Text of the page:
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Larger organism that participates in a symbiotic relationship with a smaller organism.
For obligate intracellular parasites, such as viruses, hosts can consist of a multicellular organism and at the same time individual infected host cells. For unicellular organisms, the cell and the entire organism as host are the same thing. In either case symbionts, in addition to serving as parasites, can instead have commensal or mutualistic relationships with their hosts.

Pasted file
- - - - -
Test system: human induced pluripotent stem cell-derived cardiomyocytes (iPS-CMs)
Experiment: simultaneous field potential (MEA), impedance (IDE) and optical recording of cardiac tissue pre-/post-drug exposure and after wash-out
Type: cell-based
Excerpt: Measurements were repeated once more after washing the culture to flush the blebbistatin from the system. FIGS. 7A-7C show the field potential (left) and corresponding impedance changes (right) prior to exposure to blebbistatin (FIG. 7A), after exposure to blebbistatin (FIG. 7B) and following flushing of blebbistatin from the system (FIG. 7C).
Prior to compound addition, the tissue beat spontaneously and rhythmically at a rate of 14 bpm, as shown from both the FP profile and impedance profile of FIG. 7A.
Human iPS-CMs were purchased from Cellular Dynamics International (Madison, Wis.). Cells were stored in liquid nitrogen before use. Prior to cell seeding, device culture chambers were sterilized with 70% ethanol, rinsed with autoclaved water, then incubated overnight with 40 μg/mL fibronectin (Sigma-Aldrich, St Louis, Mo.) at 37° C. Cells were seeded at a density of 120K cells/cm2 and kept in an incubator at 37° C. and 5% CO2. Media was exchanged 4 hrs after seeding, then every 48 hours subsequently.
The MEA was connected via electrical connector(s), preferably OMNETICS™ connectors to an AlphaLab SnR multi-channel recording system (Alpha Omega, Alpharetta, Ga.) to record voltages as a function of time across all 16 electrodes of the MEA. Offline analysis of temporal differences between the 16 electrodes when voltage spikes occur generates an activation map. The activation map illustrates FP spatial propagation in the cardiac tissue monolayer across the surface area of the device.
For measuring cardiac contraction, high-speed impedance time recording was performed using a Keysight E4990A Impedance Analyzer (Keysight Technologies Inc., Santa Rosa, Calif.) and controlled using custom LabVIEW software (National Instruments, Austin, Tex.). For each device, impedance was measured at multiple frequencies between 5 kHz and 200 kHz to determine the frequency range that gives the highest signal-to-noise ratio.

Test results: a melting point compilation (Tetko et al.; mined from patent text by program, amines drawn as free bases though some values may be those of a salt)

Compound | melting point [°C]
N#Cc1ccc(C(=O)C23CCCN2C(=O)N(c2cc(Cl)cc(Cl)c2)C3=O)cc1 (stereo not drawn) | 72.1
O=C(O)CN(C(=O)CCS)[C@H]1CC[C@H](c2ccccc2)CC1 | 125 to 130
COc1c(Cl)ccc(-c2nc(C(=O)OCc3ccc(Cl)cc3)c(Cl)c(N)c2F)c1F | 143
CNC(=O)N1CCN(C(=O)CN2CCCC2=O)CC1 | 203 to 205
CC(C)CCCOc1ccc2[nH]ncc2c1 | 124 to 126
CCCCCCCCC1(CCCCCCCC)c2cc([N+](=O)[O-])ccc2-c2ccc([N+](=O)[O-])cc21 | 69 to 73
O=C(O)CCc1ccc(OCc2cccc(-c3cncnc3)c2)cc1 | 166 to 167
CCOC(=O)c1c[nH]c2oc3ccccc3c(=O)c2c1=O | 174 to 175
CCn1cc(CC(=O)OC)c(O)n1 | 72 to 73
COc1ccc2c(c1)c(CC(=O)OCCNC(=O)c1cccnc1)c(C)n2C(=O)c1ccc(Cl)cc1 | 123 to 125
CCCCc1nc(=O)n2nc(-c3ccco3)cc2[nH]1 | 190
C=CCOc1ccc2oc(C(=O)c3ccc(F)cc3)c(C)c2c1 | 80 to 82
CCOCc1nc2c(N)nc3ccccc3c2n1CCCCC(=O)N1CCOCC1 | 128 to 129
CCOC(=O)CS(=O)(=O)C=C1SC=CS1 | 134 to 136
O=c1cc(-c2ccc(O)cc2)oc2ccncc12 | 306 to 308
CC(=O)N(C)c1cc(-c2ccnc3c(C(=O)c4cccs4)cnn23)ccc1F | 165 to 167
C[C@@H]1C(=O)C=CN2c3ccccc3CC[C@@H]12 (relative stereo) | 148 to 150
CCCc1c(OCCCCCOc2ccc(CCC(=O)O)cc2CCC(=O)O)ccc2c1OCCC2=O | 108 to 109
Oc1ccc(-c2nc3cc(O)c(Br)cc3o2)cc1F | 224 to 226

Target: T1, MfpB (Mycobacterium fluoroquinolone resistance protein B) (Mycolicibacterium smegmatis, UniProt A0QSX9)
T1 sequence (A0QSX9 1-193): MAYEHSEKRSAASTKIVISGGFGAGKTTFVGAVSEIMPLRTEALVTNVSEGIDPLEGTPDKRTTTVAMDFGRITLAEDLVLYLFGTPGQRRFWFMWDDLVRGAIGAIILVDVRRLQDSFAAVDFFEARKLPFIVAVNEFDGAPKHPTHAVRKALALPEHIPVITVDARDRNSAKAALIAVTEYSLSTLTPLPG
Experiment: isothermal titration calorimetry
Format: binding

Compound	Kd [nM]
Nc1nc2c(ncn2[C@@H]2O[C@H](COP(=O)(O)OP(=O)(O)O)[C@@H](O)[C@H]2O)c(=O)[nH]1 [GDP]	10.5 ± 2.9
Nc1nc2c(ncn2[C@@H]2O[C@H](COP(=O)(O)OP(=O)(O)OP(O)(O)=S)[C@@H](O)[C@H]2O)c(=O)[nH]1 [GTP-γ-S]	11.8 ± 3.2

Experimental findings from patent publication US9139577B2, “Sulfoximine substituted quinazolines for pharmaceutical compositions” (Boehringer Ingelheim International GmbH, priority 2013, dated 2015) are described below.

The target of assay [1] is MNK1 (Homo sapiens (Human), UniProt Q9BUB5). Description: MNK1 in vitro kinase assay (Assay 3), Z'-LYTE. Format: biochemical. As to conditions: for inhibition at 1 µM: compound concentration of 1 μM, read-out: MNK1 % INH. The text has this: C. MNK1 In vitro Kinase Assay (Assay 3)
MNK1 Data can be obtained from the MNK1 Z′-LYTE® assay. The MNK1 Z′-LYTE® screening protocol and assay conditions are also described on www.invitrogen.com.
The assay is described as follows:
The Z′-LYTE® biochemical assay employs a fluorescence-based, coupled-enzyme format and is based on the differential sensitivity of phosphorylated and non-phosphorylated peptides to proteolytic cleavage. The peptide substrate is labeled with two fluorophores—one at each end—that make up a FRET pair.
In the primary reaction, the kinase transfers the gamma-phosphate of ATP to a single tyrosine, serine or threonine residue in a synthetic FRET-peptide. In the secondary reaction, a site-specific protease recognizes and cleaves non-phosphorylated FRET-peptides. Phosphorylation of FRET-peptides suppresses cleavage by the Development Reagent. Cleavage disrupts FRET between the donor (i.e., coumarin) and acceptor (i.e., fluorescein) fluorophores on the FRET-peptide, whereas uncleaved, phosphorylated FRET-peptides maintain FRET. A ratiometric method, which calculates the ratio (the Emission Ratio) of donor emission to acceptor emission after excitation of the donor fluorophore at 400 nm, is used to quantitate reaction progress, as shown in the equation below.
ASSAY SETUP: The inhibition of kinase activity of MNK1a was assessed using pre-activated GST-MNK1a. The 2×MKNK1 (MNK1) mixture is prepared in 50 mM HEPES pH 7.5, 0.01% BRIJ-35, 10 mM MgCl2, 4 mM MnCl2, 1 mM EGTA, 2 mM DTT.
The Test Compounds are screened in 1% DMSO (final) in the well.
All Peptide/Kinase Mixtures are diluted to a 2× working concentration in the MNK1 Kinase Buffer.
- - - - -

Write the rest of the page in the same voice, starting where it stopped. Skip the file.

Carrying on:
The kinds of organisms that can have symbiotic relationships with hosts is more diverse for multicellular organisms since these symbionts can consist of more than just intracellular symbionts. The larger size of multicellular hosts in particular allows for symbiont species that are larger in size as well.
While symbiotic relationships can span one or more generations for the symbiont, for the host these relationships tend to last at most a single lifespan. Descendants of symbionts in many instances, however, may be passed on to offspring, such as is the case for normal microbiota.
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